History of Pen Mar Park brought to life

May 22, 2010|By MARIE GILBERT
  • Skip and Joyce Weant look through old Pen Mar Park memorabilia displayed Saturday during "Memories of Pen Mar" at the Fort Ritchie Community Center.
By Yvette May, Staff Photographer

CASCADE -- On nights when the amusement park at Pen Mar was filled to capacity, Zeno Foster escaped from the crowds and the noise by sitting next to the dance pavilion and listening to the music.

It was soothing, even to a young boy in knee breeches, he said.

He would listen to the shoes sliding across the floor and watch the couples gracefully sweep by.

The memories of those summer nights are as vivid as if they were yesterday, Foster said.

Trips to Pen Mar were an almost-weekly family event -- an escape from the hot asphalt of Baltimore, where the heat could be stifling, he said.

Coming off the Western Maryland Railroad train that carried his family to the tiny town, the air was a good 20 degrees cooler than the home they left behind.

That was part of the appeal of making the 70-mile trip.

But for Foster and his siblings, the real reward was spending the weekend at an amusement park.


The 86-year-old man, who now lives in Frederick County, had an opportunity Saturday to relive those summers of long ago when he attended "Memories of Pen Mar" at the Fort Ritchie Community Center.

Sponsored by the One Mountain Foundation, the event paid homage to the park, which in its heyday attracted thousands of people from along the East Coast.

Bill Carter, foundation chairman, said the celebration was a perfect fit for the organization, which focuses on historical preservation.

For the past three years, Carter said, the group has been focused on the Civil War era and getting recognition for the Battle of Monterey Pass, which was the first battle after Gettysburg.

Now that that recognition has been accomplished, Carter said the foundation decided to draw attention to another piece of history -- Pen Mar.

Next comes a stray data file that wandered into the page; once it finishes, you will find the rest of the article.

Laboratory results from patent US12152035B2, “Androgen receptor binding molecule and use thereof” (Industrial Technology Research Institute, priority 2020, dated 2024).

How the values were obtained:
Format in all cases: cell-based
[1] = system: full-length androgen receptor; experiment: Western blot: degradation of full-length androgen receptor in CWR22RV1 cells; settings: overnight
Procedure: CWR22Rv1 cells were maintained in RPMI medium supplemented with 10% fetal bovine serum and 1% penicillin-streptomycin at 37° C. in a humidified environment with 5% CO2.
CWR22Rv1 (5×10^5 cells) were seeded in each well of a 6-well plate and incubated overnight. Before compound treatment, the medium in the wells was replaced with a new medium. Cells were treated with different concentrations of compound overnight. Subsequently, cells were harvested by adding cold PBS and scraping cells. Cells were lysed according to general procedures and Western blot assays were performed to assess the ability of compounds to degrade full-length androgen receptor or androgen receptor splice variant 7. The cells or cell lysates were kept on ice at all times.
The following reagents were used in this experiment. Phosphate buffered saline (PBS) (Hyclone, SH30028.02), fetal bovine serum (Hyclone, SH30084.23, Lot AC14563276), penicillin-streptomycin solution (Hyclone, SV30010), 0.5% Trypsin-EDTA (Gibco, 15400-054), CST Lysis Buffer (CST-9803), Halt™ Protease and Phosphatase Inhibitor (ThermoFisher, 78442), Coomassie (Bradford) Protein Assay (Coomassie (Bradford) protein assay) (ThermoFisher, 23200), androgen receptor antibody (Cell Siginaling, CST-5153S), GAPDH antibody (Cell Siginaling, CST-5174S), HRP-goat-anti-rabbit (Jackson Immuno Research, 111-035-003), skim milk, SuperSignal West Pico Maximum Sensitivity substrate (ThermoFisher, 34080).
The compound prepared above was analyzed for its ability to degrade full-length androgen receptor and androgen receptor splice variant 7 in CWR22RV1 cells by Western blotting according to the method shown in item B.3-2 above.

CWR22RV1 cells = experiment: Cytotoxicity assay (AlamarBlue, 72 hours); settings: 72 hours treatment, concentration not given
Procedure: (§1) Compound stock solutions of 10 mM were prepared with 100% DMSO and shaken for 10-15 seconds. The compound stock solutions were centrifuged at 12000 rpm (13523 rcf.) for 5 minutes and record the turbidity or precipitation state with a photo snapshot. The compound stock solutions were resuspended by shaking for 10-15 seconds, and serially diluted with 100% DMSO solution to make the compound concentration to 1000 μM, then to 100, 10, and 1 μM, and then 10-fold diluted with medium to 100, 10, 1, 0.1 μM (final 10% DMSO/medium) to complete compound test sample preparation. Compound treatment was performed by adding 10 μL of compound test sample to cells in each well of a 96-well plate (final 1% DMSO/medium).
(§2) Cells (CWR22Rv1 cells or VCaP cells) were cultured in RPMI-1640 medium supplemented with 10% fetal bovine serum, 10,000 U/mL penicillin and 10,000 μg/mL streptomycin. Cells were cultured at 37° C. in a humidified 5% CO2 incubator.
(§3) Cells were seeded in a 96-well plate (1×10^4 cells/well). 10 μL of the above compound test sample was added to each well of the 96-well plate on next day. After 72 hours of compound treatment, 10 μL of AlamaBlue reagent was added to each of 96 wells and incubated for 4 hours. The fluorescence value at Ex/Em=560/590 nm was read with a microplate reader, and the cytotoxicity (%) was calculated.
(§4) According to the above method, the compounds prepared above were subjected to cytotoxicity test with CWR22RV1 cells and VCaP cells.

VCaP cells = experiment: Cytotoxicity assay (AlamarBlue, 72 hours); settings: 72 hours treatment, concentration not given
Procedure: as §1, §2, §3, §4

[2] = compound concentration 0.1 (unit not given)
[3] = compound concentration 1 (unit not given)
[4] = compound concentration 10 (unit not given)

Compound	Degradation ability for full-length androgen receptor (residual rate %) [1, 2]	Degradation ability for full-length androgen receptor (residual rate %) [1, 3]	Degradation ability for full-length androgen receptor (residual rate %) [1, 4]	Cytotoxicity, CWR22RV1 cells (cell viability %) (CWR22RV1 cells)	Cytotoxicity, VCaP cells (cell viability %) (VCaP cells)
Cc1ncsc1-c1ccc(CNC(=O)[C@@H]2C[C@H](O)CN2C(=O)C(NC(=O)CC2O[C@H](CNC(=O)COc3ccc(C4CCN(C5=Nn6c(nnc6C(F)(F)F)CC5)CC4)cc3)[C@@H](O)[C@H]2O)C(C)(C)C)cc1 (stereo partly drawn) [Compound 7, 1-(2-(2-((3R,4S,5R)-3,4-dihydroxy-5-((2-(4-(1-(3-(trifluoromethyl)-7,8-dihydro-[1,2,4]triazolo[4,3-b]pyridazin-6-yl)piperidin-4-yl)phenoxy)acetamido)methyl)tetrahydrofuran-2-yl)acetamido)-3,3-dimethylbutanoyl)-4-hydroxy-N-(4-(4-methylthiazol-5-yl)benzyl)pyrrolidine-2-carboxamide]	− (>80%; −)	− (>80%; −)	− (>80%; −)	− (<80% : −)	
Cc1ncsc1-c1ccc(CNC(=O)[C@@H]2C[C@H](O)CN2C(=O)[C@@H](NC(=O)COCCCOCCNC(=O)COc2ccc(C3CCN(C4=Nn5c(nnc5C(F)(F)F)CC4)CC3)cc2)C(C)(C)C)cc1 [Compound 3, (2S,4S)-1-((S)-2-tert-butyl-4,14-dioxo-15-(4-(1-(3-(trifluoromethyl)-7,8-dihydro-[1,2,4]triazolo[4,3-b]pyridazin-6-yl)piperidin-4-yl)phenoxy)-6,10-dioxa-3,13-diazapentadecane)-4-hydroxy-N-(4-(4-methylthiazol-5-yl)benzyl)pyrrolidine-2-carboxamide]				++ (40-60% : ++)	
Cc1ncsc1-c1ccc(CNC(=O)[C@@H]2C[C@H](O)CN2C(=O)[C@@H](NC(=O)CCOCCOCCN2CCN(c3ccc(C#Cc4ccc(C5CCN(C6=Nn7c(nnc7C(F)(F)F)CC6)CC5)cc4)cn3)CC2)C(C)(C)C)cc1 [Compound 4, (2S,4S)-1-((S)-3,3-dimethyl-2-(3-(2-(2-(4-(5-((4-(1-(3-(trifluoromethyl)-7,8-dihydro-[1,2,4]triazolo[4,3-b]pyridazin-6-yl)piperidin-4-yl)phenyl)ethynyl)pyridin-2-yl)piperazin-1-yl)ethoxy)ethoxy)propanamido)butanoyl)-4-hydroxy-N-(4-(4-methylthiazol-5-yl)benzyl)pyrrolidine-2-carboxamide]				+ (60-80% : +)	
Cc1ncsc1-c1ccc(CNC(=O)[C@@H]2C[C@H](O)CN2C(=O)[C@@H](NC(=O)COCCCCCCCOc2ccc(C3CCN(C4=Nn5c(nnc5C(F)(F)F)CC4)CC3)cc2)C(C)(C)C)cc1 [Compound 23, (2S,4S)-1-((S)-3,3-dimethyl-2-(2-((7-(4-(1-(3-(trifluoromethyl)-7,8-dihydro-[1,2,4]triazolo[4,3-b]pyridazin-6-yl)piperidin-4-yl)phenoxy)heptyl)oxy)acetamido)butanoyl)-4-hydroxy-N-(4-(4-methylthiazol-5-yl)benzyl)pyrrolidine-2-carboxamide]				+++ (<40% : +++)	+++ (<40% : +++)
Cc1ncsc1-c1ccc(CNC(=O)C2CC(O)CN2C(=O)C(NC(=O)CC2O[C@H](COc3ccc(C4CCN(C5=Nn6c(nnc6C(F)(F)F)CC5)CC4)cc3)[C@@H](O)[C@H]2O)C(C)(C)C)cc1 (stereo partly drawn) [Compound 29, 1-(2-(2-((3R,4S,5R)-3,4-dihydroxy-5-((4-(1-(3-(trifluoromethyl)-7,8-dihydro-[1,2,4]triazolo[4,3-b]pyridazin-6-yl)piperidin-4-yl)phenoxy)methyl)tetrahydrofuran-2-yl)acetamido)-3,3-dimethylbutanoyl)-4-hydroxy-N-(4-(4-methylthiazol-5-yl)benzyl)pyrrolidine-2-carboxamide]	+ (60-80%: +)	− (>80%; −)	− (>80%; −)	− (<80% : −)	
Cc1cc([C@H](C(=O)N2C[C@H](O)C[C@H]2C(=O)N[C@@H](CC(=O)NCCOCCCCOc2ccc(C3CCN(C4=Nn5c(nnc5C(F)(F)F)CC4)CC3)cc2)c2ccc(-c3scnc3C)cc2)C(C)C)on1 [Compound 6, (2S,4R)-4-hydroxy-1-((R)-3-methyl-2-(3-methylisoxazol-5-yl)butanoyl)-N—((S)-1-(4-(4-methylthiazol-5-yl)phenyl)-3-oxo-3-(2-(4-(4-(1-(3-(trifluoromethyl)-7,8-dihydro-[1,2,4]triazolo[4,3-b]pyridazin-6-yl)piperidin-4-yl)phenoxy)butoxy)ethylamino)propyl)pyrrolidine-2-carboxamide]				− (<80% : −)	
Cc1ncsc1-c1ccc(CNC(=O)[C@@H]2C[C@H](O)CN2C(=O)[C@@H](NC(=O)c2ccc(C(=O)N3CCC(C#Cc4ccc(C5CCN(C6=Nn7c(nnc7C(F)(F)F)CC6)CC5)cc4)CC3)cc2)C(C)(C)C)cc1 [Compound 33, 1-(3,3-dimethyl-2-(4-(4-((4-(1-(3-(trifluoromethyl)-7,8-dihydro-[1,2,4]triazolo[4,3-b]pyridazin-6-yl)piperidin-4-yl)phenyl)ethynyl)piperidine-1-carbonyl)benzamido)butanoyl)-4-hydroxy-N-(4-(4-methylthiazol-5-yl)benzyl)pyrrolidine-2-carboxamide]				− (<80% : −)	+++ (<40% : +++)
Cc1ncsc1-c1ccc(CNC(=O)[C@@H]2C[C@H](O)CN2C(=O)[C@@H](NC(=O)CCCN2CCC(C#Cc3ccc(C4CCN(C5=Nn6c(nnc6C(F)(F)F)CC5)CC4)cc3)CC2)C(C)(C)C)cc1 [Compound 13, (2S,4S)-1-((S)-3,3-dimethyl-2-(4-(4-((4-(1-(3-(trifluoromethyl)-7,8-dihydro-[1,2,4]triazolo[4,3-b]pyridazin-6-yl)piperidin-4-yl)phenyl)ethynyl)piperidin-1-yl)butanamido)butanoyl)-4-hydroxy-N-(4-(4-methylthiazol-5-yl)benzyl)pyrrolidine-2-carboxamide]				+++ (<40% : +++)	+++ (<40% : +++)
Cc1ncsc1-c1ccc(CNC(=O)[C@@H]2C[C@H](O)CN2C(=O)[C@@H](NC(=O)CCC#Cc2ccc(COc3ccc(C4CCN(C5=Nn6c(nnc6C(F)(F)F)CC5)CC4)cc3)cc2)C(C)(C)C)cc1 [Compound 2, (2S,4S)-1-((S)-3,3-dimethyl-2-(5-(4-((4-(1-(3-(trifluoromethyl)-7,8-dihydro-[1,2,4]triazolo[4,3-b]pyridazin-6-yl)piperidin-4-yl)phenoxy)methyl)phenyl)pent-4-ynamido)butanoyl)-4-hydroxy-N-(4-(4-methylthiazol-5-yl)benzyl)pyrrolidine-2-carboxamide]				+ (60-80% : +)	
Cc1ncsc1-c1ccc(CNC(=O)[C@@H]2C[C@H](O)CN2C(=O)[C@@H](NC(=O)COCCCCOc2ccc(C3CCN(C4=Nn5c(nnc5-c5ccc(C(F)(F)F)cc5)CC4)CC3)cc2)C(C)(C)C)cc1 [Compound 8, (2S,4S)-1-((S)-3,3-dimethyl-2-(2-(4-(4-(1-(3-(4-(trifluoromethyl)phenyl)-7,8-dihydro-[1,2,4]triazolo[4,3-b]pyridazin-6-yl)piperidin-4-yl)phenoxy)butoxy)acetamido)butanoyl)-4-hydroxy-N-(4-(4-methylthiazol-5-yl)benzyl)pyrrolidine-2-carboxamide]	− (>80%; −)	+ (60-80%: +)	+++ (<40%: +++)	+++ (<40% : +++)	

The event was suggested by foundation member Bill Coyle, who has lived in the Cascade area all of his life.

"There is a lot of history associated with the Pen Mar area," he said. "There was the amusement park, the hotels. I thought an event like this would bring back a lot of memories. It would also educate generations that don't remember an amusement park even existed."

His wife, Bev Coyle, served as event coordinator, bringing together people with Pen Mar memorabilia who would be interested in displaying their items for the celebration.

Among the offerings were old photographs, model carousel displays, railroad artifacts and antique cars.

Music was provided by the Rocky Birely Combo. Rocky's father, the late Ray Birely, had one of the most popular bands that played for the weekend dances in the park.

Among those attending the event were Robert and Aneeda Miller of Cascade.

When she was 3 years old, Aneeda, 75, became somewhat of a celebrity when she was named the prettiest baby during a contest at Pen Mar.

Aneeda said she has fond memories of the amusement park and recalled the thousands of people who came up from the city to enjoy the resort atmosphere.

She also remembers the carousel and goat cart rides.

"It was wonderful, and very sad when it all disappeared," she said. "Being able to walk around and see all of the old photographs really is special. It's a chance to relive the way everything was back then."

Creston "Lindy" Bumbaugh, 83, said he worked five summers at Pen Mar, including four years at the carousel. He was 10 years old when he landed his first job at the park.

Bumbaugh said there were excursions every weekend from Baltimore, filling the park to capacity.

"When the train left at 4:30, the park was empty," he said.

The event also featured the premiere of a new DVD by Historical Entertainment, "The Grand Hotels of the Blue Ridge."

The video is a collaboration of Russ Richards and Steve Devoney.

"The Pen Mar story is a fascinating story of how the park grew up out of nothing, progressed, died in the 1940s and now has a rebirth," Devoney said.

"We expected the video to be rather short," he said. "But it kept growing. There were so many wonderful aspects."

The DVD will be available locally or by going to

Though this was the first year for the "Memories of Pen Mar," Bev Coyle said she is hoping it will become an annual event.

"We've had so many positive comments," she said. "And we're extremely pleased with the turnout. I'm expecting we'll be doing this again."

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